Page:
MINNEAPOLIS (WCCO) — If you spent any time on Twitter Sunday, you already know this next story: Edina forward Kevin Delaney played a pivotal role last weekend when Edina won the state title in boys’ hockey.
But as David McCoy tells us, what might be even more impressive was his road to get there. And it’s a story every young athlete should hear.READ MORE: Fmr. Substitute Teacher Pleads Guilty To ‘Sextortion Scheme’ Involving More Than 10 Minors
“Playing in the state championship’s something everybody’s dreamed of, every hockey player has dreamed of,” Delaney said.
But Delaney would tell you, to be totally honest, he never thought he’d actually be the one playing in that dream.
Spend as much time as he did in the levels of hockey he did, you learn to temper your expectations.
When asked if he would’ve guessed that in his senior year of high school, he’s have a goal and assist in the state championship, he said: “I would’ve said, ‘are you kidding?’”
Delaney’s been skating since he was 2 years old, playing for Edina since age 5. But he never made an AA or even A team growing up. In Pee Wees, he made the B2 team two years in a row.
So, that’s that fourth-best team. Same thing his first year of Bantams, then B1 his second year. His freshman year of high school, he played Junior Gold, which is a step below Junior Varsity.READ MORE: University Of North Dakota Aerospace School Halts Flights After Student Dies In Crash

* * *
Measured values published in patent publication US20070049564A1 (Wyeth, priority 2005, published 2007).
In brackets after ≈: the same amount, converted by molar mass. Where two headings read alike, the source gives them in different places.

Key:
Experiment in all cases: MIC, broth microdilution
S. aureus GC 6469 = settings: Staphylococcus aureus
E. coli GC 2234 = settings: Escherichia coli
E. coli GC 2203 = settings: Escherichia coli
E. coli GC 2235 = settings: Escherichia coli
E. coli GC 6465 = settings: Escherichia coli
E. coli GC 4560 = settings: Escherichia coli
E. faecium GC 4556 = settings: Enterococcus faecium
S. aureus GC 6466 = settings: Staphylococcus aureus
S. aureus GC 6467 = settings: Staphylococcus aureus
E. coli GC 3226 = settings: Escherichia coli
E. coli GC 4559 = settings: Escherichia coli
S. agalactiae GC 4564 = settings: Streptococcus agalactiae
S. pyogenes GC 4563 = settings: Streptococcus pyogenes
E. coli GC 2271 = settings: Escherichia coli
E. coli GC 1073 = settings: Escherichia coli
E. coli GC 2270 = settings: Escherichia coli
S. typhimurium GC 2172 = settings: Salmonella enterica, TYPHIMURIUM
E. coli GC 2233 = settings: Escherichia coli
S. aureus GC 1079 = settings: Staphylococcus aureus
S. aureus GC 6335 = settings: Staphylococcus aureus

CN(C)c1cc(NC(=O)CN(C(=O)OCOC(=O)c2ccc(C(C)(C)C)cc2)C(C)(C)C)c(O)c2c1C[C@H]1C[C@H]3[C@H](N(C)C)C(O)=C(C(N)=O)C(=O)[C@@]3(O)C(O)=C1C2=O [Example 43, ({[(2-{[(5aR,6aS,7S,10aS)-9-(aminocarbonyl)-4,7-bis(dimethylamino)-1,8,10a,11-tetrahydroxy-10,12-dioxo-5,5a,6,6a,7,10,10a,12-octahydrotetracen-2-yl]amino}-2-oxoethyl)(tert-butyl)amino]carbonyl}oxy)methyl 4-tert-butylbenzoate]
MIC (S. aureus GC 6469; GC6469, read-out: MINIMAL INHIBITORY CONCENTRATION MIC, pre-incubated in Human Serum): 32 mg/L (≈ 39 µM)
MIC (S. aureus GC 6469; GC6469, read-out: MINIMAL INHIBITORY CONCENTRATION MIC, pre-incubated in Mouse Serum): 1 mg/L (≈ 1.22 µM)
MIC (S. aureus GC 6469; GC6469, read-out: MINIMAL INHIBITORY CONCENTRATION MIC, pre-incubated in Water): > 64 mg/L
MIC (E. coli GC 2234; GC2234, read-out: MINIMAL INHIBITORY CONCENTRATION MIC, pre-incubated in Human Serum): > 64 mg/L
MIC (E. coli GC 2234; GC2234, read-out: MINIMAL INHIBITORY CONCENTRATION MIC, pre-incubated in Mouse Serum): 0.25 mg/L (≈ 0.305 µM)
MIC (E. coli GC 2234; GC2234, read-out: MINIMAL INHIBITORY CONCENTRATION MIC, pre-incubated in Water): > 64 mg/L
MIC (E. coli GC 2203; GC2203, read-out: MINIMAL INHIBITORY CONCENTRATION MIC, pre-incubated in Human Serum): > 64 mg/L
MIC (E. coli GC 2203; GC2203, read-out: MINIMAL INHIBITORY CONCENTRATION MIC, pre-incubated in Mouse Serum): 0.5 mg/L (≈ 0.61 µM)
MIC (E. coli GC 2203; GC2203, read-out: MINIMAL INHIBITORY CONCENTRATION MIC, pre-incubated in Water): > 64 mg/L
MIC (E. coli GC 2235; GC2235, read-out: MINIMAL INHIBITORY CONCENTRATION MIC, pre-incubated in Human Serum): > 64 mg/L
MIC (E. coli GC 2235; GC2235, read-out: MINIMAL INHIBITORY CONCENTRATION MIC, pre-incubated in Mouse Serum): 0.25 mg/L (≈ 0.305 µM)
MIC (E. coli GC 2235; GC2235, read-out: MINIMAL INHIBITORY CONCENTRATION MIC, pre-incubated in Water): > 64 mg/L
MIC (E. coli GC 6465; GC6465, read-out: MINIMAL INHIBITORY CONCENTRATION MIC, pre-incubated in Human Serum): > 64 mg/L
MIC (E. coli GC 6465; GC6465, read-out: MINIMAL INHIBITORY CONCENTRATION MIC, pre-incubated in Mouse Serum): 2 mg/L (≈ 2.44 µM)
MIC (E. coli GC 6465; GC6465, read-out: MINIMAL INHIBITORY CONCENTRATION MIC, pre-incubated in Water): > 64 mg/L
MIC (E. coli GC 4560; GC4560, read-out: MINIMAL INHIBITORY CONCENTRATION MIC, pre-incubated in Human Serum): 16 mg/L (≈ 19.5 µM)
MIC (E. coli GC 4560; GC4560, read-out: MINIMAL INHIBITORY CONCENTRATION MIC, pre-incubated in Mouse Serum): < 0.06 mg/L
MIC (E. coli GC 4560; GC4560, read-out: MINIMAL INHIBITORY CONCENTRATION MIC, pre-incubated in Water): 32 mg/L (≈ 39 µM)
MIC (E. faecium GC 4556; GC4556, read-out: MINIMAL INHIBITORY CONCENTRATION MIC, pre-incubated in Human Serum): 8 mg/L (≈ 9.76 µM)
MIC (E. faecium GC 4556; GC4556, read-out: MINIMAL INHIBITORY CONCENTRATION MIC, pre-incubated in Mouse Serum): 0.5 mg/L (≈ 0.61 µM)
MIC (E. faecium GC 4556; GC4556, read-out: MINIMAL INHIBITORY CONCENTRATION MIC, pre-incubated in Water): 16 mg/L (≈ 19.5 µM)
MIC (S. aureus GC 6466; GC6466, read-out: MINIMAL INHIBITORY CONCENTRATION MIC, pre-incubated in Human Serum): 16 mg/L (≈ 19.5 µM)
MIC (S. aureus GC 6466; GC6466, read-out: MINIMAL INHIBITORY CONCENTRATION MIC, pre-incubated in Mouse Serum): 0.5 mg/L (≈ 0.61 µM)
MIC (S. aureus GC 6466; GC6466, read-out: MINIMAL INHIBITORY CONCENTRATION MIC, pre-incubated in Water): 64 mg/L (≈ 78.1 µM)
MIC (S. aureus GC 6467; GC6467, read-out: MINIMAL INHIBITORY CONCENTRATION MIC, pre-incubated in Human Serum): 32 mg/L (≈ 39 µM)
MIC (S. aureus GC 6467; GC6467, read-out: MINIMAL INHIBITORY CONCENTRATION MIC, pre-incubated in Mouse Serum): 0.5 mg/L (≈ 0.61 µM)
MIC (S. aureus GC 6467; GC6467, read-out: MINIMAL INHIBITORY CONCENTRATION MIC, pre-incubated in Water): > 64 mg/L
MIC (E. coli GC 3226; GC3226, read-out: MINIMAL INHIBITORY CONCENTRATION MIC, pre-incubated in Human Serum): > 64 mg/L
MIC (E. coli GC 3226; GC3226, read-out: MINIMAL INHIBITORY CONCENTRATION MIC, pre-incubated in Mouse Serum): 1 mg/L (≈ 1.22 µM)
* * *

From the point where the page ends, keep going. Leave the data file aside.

But what kept him coming back, despite always playing in the lowest levels?
“Obviously, just because I love the game of hockey. And it’s so fun to come to the rink no matter what team you’re on. Hockey is hockey,” he said.
After his sophomore and junior year on JV, he finally made Varsity as a senior and blossomed. He had 35 points in 31 games, including a critical goal and assist in the state title game, helping his team win it all.
His story caught traction the next day on social media and the tweet went bonkers — retweeted several hundred times.
“I saw it and I was like, wow, this is a huge honor,” he said.
His story resonated with a lot of people, an example of what can happen when you keep working hard and don’t give up on your dreams. And how much that can inspire others.
“It’s still, like, crazy to me. I’m still in shock. Because I’ve always looked up to players in Edina and stuff, and for people to be looking up to me and my teammates is just incredible. So I was, yeah, still shocked,” he said.MORE NEWS: State Auditor: St. Paul School Lost $4.3 Million In Risky Hedge Fund Investment
But he hopes people understand that can be their story, too.